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The commissioner's certificate is in the nature of a transcript, for which the fee bill provides a fee of 60 cents. A fee of 30 cents is provided for a copy of complaint with certificate, and a fee of 40 cents for copy of warrant of arrest with certificate. No separate fee is provided for copy of commitment, the copy being covered by the fee of $1 for issuing the writ and making copy of same.

The commissioner is entitled to $1.30 of the amount disallowed in this case, which is accordingly allowed on revision.

Item 2. Charges for bringing defendants from jail, $8.50. Disallowance by the auditor is affirmed. No writs were necessary. (See Gilbert case, 23 Ct. Cls., 218.)

Item 3. Charges in excess of 75 cents each for issuing search warrants, $5.25. Conceded by commissioner. Disallowance of auditor affirmed. (19 Comp. Dec., 823.)


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Item 1. Charges for issuing warrants to bring defendants from jail, $12. No writs were necessary. Auditor's disallowance is sustained. (See Gilbert case, 23 Ct. Cl., 218.)

Item 2. Case against Louis Martin, page 16. Charges for copy of complaint, copy of warrant, copy of commitment, and for certificate of commissioner to Secretary of State, $3.35. Upon revision, $1.30 is now allowed. See cases cited in Isaacs cuse above,

Item 3. Charge for making transcripts in removal proceedings3 at 60 cents=$1.80. Disallowed by the auditor; now allowed upon revision, as the transcripts were necessary for use of the district courts in other jurisdictions, $1.80. (20 Comp. Dec., 24.)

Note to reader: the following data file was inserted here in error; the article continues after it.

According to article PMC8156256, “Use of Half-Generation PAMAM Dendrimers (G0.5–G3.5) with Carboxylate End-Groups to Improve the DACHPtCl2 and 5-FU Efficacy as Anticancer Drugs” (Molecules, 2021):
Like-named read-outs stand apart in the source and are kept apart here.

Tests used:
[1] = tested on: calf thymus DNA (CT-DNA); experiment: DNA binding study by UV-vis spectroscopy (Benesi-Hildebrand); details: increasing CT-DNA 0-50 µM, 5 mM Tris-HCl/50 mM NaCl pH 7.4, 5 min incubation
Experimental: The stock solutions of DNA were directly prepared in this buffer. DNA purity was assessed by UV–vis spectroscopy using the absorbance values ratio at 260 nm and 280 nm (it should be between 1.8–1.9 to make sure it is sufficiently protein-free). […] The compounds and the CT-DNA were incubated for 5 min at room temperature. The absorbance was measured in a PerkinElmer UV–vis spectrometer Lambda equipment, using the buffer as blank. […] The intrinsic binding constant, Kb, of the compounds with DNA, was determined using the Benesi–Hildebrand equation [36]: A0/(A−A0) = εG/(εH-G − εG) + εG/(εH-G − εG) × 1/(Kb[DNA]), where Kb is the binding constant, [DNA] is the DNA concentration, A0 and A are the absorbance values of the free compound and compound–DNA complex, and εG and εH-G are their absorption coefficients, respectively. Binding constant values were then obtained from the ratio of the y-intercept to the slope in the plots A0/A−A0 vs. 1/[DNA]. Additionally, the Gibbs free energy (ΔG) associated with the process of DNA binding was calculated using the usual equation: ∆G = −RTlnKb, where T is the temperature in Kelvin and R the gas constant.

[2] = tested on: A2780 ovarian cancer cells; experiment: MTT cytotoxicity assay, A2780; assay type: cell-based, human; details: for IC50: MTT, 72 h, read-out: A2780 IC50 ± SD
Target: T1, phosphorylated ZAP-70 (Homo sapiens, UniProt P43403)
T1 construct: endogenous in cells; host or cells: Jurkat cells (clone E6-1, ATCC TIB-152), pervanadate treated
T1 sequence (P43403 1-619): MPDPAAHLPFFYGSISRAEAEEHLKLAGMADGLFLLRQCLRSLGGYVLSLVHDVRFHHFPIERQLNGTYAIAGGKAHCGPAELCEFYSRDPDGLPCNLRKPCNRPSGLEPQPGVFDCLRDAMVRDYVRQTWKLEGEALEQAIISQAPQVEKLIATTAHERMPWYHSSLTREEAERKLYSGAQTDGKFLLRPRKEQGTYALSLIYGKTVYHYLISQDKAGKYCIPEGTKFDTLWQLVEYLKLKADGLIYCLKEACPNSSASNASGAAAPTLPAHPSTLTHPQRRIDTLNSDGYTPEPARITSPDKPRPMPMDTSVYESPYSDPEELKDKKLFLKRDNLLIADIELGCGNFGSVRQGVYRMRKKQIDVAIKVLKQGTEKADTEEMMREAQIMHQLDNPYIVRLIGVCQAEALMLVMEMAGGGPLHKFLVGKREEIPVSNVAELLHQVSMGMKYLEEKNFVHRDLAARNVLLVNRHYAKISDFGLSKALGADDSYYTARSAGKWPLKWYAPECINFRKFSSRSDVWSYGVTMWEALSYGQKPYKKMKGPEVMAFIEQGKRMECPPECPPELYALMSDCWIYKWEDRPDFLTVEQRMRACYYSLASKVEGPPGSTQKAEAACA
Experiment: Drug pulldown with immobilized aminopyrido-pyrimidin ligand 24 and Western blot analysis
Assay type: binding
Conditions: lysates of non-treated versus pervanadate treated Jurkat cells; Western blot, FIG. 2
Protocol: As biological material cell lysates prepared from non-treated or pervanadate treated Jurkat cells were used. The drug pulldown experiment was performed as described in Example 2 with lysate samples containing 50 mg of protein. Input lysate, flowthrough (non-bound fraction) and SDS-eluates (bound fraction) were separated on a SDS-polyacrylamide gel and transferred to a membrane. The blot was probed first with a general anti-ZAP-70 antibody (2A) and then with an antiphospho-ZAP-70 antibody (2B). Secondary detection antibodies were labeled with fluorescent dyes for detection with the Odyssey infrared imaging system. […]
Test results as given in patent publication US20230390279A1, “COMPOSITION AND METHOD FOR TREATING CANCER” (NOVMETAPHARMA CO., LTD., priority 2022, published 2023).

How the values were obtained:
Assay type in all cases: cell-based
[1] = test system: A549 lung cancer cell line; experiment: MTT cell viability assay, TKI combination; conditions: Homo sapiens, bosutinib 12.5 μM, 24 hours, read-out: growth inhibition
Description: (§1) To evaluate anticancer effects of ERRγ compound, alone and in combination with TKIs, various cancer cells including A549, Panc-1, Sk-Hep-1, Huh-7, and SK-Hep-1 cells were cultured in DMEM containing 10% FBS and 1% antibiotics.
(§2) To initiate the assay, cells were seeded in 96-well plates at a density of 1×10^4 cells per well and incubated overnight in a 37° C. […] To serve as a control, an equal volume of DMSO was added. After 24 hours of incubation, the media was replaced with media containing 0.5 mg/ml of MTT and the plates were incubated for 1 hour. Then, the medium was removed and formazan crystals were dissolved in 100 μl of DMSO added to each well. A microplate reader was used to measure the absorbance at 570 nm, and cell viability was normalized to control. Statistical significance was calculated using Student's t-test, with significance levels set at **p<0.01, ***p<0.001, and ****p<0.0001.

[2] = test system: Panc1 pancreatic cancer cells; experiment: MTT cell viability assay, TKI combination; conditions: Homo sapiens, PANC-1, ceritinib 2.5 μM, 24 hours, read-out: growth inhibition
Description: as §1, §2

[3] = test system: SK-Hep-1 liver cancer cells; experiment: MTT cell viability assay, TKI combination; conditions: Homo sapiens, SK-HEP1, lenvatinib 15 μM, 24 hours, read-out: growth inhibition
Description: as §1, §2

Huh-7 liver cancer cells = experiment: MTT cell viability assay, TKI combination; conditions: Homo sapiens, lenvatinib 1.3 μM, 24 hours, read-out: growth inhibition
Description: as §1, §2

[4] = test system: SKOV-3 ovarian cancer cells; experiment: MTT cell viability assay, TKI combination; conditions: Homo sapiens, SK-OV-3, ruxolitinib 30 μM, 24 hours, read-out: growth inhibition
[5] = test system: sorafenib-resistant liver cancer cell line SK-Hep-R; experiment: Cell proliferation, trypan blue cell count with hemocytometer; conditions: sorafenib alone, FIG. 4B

Item 4. Charge in excess of 75 cents each for search warrants. Auditor's action in disallowing 50 cents is affirmed. (See 19 Comp. Dec., 823.)



Cost of liability insurance can not be classed or paid for as a part of the

“actual necessary cost” of extra work under a contract which defines “actual necessary cost" as including charges for “labor, materials, and supplies,” but not charges for “ office

or other general expenses." 14 Comp. Dec., 297, and 46 C. Cls., 318, distinguished from this case.

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Comptroller Downey to the Secretary of the Interior, March 23, 1914:

I am in receipt of your letter of the 18th instant requesting my decision of a question therein stated as follows:

* Inclosed herewith is a copy of contract claim in favor of Bartlett & Kling for work performed during January, 1914, under their

contract, dated May 24, 1912, for construction of Dam No. 3, North Platte project, Nebr., with copy of the specifications of the contract, extra-work order No. 8, dated December 26, 1912, and itemized statement of the extra work performed under this order.